Do you know where to start with organizing and planning high school lit circles?
Years ago, I wrote about my experimentation with independent reading and class novels. I wrote that no matter what I read with students, part of the lessons included giving them tools for life. As we read, I model and say something like: This approach works for me, what will work for you? Let’s figure it out so that you can take that approach and apply it to science class, to your job some day. Lots of reading with older students includes modeling.
Recently, I’ve added high school lit circles to my language arts repertoire. The discussions we have are amazing, and I can model reading and thinking for students to apply outside the classroom.
Honestly, I think that I avoided trying lit circles for so long because I was afraid I was going to mess up, going to implement them incorrectly. Don’t be like me! Give lit circles a try.
And? I am pretty sure that my methods for organizing lit circles is different than other teachers. For instance, my groups do not have assigned roles when they break into their discussion circles. Still, I’ve found what works for me.
Below, I cover ideas concerning lit circles in high school. Take the ideas that work for you!
Why I like lit circles:
After implementing lit circles a few times in high school English, I continuously see the same benefits:
- I learn about new books. Student and I trade information, and we build relationships through the content.
- I can choose a variety of books for a variety of interests.
- Students take risks with book choices.
- Students are invested in reading.
These benefits arise from other literacy efforts, sure. Some students really enjoy lit circles, so I am continuing to implement them. I still use whole class novels as well as independent reading in class.
Additionally, I share the benefits of lit circles with students. High school students always ask WHY, which I don’t mind. I am happy to explain the benefits of lit circles with my teens.
Possible high school lit circles:
When I add lit circles to a class, I create a theme or choose a genre. I frequently shop for inexpensive books, and lit circles provide me an opportunity to “sell” those books to students. Plus, I work with other ELA teachers and my librarian. When I think of books for whatever topic or genre, I consider:
- What this specific group of students enjoy.
- How much time I have. (I might not choose incredibly long books if we only have a month.)
- What activities will work well. (Research? One pagers? Student built literary analysis? Book-to-move posters?)
- How I am implementing a variety of experiences, people, and authors.
Then, I dive into choosing books for lit circles. Below, I included books for common lit circles:
To All the Boys I’ve Loved Before
Cool for the Summer
Pride and Prejudice
Frankly in Love
Unwind (I know, I know—same author! Both are so good!)
The Darkest Minds
The Grace Year
One of Us Is Lying
We Were Liars
Monday’s Not Coming
The Girl in the Blue Coat
I Am the Cheese
The Strange Case of Dr. Jekyll and Mr. Hyde
Any Stephen King!
From those lists, you can see that I choose books that span different time periods. Other high school lit circles could include from book to movie; an American or British time period; or award winners like the Nobel.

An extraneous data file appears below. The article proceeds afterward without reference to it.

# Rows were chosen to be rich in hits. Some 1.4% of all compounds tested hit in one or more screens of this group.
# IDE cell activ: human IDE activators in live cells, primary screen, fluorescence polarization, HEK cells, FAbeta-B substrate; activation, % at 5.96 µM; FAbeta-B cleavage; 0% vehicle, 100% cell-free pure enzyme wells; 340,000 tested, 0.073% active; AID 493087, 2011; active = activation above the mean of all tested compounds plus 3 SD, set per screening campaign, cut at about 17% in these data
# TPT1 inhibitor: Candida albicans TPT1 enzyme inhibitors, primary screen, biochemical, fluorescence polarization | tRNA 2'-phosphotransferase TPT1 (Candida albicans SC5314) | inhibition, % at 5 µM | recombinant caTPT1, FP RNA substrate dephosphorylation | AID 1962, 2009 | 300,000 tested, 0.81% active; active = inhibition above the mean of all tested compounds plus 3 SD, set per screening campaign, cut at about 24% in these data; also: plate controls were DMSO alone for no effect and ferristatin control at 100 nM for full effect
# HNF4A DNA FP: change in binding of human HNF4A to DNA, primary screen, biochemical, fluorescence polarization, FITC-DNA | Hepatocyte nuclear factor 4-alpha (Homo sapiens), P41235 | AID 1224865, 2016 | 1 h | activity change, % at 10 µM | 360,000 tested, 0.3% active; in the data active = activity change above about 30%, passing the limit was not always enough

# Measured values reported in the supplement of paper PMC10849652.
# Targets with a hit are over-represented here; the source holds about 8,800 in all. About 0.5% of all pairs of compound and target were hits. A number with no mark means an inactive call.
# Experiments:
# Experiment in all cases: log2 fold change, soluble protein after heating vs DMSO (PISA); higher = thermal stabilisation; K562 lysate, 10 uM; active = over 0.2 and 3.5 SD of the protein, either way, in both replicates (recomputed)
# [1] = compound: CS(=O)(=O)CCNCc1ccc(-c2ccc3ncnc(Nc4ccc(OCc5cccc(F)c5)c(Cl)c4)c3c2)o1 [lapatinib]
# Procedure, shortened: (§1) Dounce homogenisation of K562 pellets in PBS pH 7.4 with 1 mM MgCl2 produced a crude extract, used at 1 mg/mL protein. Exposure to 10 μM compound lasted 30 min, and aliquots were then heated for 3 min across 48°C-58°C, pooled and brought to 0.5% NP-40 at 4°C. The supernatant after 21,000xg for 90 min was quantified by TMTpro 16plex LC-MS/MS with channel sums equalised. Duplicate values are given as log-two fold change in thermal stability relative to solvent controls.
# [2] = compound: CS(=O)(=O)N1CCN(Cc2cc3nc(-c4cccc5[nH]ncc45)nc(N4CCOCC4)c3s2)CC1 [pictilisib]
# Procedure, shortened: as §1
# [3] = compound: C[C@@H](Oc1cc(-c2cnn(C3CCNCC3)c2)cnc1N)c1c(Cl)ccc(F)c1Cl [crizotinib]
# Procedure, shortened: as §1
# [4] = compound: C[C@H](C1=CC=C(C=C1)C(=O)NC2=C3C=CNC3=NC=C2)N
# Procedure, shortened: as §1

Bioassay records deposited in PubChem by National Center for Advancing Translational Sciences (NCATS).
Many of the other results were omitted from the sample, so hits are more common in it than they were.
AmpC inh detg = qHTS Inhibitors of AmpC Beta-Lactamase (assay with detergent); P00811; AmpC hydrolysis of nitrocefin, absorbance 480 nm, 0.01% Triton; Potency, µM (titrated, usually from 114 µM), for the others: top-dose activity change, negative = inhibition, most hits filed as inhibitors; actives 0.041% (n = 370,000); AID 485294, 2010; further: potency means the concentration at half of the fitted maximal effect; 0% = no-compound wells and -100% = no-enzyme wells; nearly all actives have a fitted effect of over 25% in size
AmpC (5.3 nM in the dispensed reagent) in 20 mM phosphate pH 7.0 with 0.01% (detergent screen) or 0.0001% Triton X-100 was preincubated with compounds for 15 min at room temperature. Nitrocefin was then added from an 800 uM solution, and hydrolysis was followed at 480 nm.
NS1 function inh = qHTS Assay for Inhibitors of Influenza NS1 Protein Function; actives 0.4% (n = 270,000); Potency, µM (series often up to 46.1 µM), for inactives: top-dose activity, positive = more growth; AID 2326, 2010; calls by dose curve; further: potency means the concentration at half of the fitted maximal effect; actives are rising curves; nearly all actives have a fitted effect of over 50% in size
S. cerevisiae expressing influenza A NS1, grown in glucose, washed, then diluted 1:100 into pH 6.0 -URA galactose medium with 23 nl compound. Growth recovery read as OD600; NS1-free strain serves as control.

As I divide book for lit circles, I attempt to throw in a one “classic.” Some students want to read classics, and if they are devoted to that goal, I help them. Over time, you will continue to add books for lit circles. I use a simple Google Form for students to choose their books. Students know that they’ll be discussing the specific book with a small group, and oftentimes, friends will choose a book to read together.
After you decide what books to present to your students, you’ll next decide how you are going to run the lit circles.
Possible activities for lit circle discussions:
I largely ask students for input considering the activities that I complete with literature circles.
My goal in doing so revolves around students’ ages. Since students are older, they will soon be reading without supervision—completely independent readers. How they choose to digest stories will be their choice.
Some teachers ask students to generate a list of discussion questions. Students might have assigned roles in the lit circle (commentator, summarizer, vocabulary enricher), and those roles will play a part in what students study.
I have also seen teachers give specific questions for the novel (like book club questions) and have students discuss those. The teacher then circles the room and emphasizes certain points.
I have also seen teachers give very general questions that work well for any book. Questions might include:
- What is the author’s tone during the first chapters of the book? Provide specific quotations for support.
- Is a possible theme emerging?
- Are conflicts evident yet? Explain how these conflicts might be shaping the story’s theme.
These questions will work with any book, and then after students discuss them for their specific books, teachers can open up the conversation to the entire class. These discussions then lead into “formulas” in books and similarities in genres.
Of course, you can use a variety of approaches when conducting high school lit circles. You can also ask each student to arrive with one question for the group, compile the questions, and focus on those questions for the day.
Overall, I must stress that you should not do what I did: hide away from lit circles. I really should have implemented them a long time ago. I had so many questions about book selection and assigning pages (typically I do 25 per night) that the process seemed overwhelming to me.
But? I managed lit circles in high school English, and my students and I love them. If you have questions, please ask them, and we’ll figure it out together.